One of the many asset protection strategies that is very highly publicized and has gained a lot of popularity is to create an asset protection structure that involves setting up trusts or various corporations/structures offshore. This approach has long been viewed as a beneficial strategy by many generic (cut and paste) asset protection plans. While there are many benefits to this structure, there are many problems as well, so it must be properly analyzed to determine whether it is the right move for you.
The most common offshore structure is an offshore asset protection trust which typically involves setting up a trust in a jurisdiction that is not likely to enforce or give full faith and credit to a US judgment against assets in that country’s jurisdiction. In addition, this jurisdiction may have very loose laws relating to fraudulent transfers of property and assets to avoid paying creditors so that assets can be shifted at the last minute, in some cases even after litigation in the United States has begun.
Typically these types of trusts have an additional component that does not exist in the United States, called a “Trust Protector.” The Protector’s job is an additional level of oversight. As it relates to United States asset protection, it involves rejecting any demands or requests to release money that is deemed to have been made under duress, which includes judgments and court orders issued by a United States court.
Traditionally, the belief was that this would prevent a court from issuing a contempt citation by raising the “impossibility of performance” defence. This defence would prevent the court from taking action against the individual for failing to return funds from another jurisdiction. However, in light of subsequent case law and decisions, judges have taken a position that this is no longer sufficient and that there needs to be a level of believability as to why a United States citizen would suddenly shift their assets and control of their money or property into the hands of a foreign third-party that has no relation to anything that this United States citizen holds or does business with.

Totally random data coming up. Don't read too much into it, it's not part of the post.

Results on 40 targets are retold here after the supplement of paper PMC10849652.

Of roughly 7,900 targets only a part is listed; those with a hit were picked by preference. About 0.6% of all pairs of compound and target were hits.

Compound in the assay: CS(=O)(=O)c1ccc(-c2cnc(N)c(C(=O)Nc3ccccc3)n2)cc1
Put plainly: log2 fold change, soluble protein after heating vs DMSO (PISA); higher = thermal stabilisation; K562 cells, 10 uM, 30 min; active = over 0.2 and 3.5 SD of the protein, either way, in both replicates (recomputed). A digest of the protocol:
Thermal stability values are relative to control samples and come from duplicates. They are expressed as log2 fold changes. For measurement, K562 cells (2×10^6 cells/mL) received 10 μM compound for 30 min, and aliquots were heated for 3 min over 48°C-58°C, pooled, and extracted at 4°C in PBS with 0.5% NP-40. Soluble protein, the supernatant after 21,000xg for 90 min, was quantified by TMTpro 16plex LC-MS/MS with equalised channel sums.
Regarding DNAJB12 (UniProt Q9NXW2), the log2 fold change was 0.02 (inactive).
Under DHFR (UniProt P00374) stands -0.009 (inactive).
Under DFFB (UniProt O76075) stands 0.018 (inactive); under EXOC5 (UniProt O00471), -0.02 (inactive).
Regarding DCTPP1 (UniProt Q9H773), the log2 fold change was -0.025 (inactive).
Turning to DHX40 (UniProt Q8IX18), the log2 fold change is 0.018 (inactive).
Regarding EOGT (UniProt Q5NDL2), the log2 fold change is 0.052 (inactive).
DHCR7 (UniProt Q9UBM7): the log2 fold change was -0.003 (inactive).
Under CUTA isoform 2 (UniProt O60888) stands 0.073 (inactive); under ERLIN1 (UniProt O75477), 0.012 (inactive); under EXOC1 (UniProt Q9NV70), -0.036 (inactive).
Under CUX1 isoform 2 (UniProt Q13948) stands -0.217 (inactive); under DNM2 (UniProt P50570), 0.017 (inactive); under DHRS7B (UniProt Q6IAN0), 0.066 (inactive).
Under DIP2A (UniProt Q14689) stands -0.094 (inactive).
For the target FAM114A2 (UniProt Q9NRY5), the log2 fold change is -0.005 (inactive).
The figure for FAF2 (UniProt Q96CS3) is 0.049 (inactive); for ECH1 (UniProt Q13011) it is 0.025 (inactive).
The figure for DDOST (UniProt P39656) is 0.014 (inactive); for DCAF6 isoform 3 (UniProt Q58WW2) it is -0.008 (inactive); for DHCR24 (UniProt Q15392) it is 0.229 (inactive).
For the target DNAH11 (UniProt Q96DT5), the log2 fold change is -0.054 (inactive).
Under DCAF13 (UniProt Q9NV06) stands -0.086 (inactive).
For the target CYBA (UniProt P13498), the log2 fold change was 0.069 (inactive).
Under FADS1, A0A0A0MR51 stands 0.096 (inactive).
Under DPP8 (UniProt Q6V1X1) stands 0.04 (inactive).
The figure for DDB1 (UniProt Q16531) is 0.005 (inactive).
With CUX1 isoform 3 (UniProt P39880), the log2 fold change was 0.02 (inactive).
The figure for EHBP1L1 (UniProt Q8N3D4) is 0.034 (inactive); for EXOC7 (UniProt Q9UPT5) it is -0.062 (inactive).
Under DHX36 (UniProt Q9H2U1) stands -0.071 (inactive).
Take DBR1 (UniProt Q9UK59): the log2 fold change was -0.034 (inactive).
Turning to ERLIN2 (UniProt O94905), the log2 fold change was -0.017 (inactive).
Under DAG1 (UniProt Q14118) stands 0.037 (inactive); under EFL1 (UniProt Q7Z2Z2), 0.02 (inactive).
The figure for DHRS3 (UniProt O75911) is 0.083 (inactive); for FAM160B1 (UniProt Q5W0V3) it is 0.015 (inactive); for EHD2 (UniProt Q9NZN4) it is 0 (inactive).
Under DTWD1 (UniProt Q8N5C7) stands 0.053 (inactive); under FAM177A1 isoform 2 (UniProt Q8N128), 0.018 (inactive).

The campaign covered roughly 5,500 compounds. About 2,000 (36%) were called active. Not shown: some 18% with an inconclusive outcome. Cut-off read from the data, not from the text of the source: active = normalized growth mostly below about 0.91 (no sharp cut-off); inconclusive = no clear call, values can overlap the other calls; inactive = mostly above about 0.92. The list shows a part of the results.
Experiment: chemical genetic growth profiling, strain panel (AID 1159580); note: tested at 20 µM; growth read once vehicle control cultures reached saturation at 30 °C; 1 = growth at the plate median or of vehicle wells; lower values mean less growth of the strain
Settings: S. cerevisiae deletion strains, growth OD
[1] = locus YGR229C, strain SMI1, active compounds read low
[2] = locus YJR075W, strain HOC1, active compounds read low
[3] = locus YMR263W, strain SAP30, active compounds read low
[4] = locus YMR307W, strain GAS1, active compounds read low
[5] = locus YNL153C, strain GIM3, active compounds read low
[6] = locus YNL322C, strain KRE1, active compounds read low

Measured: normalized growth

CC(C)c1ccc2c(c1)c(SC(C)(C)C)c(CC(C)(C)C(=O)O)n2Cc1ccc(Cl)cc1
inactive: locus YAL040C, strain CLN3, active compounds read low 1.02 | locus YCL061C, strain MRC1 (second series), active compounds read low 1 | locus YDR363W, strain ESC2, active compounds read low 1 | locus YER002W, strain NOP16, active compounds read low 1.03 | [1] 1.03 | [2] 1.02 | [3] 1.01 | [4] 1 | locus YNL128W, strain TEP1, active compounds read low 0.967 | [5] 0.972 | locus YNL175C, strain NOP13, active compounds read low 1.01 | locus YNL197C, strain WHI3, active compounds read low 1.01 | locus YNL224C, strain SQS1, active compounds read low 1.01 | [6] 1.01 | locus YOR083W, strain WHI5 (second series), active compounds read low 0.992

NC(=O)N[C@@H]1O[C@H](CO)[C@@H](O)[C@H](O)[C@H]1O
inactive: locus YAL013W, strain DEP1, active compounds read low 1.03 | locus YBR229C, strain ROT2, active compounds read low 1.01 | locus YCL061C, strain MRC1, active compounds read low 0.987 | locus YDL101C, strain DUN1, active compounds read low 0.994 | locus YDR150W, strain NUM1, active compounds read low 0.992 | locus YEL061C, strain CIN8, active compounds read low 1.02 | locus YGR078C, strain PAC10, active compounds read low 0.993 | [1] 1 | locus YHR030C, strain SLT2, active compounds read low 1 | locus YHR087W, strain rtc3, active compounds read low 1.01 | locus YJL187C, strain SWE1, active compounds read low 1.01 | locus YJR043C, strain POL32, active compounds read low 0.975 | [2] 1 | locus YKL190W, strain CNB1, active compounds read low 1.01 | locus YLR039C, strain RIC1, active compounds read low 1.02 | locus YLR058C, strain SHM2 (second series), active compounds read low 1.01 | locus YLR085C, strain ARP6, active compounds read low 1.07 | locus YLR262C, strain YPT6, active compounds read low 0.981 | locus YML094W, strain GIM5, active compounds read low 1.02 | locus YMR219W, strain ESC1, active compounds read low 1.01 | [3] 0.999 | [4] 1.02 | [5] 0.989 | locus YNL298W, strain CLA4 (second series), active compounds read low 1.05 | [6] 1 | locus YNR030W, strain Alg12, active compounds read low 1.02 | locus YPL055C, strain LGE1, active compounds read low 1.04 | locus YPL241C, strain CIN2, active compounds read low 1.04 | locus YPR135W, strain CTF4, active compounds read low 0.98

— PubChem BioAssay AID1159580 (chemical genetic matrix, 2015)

Where this structure might fail, it also succeeds in a sense, if set up properly with a proper client. Where a client has assets or overseas business interests, the purpose of setting up an offshore trust could make sense and be justified to a court. This then creates a different situation, making it very beneficial for a client to take advantage of any such outside jurisdiction, that would give rise to a potential international asset protection plan that would pass scrutiny. However, like all asset protection strategies, how, when and why the assets are transferred to the structure, is of paramount importance.
Clients need to be extremely cautious of one-size-fits-all asset protection plans, especially involving overseas transactions which are not justified, because one of the remedies of a contempt of court citation could involve jail time until the citation is complied with.